... Tested on a 128MB slug. Not sure if it will work on a 64MB slug. You need to modify the kernel to make it work. ... It is stored at .config file located at
              Message 6 of 10 , Jun 1, 2006
              • 0 Attachment
                > The existing bootloader (Redboot) can be used with memory sizes up to
                > 64M according to information in the Wiki. If this is true, it is very
                > good since it means that you can use the upgrade facility built in to
                > Redboot to load up a suitable flash image. It also means that you do
                > not have to replace the bootloader which is risky business.

                Tested on a 128MB slug. Not sure if it will work on a 64MB slug. You need to modify the kernel to make it work.

                > The kernels presently being built by the openembedded system are
                > defaulting to a memory size of 32M. There is a mechanism built into
                > the kernel source (checkout nslu2_setup.c) that builds the command
                > line. The comments say you can override the 32M size by changing a
                > configuration line. I cannot find out where but I am still looking.
                > However, I was able to fiddle with the build enough to get the command
                > line I wanted built in.

                It is stored at .config file located at the root of the build directory. This is a hidden file.

                > I am getting dma_free_coherent(whatever that means...) Badness errors
                > on the disk drive. I suspect it is something to do with the dma
                > controller and the amount of memory. I plan to compile for 64M to see
                > if it goes away.

                This is a known issue on ARM using kernel versions >= 2.6.15.

                Kinsa
              • sdm485
                ... need to modify the kernel to make it work. That is great and will allow a fatslug build if one wanted. ... directory. This is a hidden file. I knew it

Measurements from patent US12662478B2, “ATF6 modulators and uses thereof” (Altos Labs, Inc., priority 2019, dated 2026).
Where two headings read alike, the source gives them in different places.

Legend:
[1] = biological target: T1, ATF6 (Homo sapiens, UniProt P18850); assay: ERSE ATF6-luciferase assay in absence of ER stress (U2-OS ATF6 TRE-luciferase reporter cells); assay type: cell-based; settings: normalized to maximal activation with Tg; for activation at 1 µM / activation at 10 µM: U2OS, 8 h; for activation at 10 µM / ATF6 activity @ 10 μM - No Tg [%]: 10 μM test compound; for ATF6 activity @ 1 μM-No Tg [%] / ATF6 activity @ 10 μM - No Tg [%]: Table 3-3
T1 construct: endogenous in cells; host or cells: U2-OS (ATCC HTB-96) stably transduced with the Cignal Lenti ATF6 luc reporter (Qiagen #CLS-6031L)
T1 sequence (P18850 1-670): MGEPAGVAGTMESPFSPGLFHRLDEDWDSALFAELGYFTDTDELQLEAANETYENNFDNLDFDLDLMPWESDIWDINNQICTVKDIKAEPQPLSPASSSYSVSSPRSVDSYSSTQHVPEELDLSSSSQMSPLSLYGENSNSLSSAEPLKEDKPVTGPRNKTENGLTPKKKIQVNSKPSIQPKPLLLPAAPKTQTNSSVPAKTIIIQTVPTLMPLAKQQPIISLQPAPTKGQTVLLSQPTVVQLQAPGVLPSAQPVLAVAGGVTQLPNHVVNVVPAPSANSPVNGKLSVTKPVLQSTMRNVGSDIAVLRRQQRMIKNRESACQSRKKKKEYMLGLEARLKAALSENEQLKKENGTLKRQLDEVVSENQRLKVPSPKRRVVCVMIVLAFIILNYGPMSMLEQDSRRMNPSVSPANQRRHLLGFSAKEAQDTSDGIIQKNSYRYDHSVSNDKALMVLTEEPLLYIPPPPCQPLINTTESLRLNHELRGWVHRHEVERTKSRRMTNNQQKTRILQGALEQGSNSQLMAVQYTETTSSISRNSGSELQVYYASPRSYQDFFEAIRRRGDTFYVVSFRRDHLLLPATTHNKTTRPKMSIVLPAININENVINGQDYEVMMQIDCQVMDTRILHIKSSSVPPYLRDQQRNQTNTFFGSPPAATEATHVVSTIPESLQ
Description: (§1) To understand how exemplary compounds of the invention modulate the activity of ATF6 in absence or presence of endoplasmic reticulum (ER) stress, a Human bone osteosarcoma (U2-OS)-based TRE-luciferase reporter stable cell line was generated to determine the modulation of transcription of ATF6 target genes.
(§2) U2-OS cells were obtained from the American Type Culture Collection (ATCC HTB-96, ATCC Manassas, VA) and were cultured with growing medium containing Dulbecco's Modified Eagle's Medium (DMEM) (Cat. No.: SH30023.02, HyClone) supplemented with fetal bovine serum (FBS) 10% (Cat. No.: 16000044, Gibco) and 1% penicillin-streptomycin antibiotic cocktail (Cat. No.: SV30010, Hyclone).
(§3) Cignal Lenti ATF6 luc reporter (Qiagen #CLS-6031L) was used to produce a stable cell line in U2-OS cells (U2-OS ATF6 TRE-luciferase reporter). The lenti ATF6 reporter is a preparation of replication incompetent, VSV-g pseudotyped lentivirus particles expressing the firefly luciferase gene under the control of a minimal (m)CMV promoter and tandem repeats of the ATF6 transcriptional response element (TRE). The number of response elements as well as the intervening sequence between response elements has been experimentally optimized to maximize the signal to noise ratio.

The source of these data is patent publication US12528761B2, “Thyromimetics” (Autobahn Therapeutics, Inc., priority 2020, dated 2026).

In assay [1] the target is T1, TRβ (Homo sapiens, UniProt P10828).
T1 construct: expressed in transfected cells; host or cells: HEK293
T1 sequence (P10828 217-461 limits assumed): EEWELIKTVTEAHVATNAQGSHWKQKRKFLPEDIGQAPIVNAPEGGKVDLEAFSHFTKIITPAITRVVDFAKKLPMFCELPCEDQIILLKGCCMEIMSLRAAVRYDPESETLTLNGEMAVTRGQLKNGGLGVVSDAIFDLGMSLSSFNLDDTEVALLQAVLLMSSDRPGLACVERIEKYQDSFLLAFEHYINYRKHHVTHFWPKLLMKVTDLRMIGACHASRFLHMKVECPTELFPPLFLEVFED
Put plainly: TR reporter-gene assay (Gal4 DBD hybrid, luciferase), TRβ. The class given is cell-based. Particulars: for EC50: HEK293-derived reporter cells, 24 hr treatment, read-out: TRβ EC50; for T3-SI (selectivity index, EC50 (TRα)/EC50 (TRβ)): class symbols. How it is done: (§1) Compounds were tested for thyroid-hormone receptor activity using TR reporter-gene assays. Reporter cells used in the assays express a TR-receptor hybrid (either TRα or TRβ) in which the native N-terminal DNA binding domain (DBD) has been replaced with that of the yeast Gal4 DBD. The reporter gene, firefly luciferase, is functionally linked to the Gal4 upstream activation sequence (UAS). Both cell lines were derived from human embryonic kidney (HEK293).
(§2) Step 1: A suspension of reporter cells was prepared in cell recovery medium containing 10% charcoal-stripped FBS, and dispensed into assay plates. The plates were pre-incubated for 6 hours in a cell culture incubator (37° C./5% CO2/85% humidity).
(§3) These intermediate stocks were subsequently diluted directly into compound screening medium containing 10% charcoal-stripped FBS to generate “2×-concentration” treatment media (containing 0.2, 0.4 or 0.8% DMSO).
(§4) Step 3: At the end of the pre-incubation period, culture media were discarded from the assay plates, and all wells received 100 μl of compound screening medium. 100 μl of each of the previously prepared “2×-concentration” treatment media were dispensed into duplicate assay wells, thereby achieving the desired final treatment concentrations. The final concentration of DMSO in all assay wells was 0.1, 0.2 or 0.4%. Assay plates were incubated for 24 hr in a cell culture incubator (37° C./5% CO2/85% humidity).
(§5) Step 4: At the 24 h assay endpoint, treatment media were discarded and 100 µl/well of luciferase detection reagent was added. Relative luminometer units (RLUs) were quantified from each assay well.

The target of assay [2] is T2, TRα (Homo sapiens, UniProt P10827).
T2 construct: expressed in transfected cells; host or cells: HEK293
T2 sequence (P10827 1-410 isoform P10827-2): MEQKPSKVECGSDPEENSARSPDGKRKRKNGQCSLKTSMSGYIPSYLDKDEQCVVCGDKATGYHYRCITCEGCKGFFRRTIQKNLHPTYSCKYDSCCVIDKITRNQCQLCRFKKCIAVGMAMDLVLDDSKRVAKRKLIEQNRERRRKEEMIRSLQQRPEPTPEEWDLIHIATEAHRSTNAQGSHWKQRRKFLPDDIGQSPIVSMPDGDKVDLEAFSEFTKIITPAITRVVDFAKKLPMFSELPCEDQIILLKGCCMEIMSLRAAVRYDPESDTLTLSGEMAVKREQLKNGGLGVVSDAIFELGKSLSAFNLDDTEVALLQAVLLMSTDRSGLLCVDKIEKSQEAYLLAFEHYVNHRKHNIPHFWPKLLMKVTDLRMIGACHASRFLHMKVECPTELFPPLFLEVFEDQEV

Message 7 of 10 , Jun 1, 2006
                • 0 Attachment
                  --- In nslu2-linux@yahoogroups.com, kinsa <kinsa_manka@...> wrote:
                  >
                  > > The existing bootloader (Redboot) can be used with memory sizes up to
                  > > 64M according to information in the Wiki. If this is true, it is very
                  > > good since it means that you can use the upgrade facility built in to
                  > > Redboot to load up a suitable flash image. It also means that you do
                  > > not have to replace the bootloader which is risky business.
                  >
                  > Tested on a 128MB slug. Not sure if it will work on a 64MB slug. You
                  need to modify the kernel to make it work.

                  That is great and will allow a 'fatslug' build if one wanted.

                  >
                  > > The kernels presently being built by the openembedded system are
                  > > defaulting to a memory size of 32M. There is a mechanism built into
                  > > the kernel source (checkout nslu2_setup.c) that builds the command
                  > > line. The comments say you can override the 32M size by changing a
                  > > configuration line. I cannot find out where but I am still looking.
                  > > However, I was able to fiddle with the build enough to get the command
                  > > line I wanted built in.
                  >
                  > It is stored at .config file located at the root of the build
                  directory. This is a hidden file.

                  I knew it would be something simple (doh!)
                  >
                  > > I am getting dma_free_coherent(whatever that means...) Badness errors
                  > > on the disk drive. I suspect it is something to do with the dma
                  > > controller and the amount of memory. I plan to compile for 64M to see
                  > > if it goes away.
                  >
                  > This is a known issue on ARM using kernel versions >= 2.6.15.

                  I rechecked my memory (it is OK) and was wondering if it was an arm
                  kernel issue. I also checked the datasheet and the PCI DMA controller
                  has full access to all memory. It does keep the Openslug 3.7 beta from
                  working at 128M at the moment but I am glad to know that the effort to
                  solder on the second set of chips was worth it. :)

                  >
                  > Kinsa
                  >
                  Thanks for the info,

                  sdm
                • nww
                  ... need to modify the kernel to make it work. ... directory. This is a hidden file. Are you sure??? After untar the tarball, I went through some of the
                  Message 8 of 10 , Jun 6, 2006
                  • 0 Attachment
                    --- In nslu2-linux@yahoogroups.com, kinsa <kinsa_manka@...> wrote:
                    >
                    > > The existing bootloader (Redboot) can be used with memory sizes up to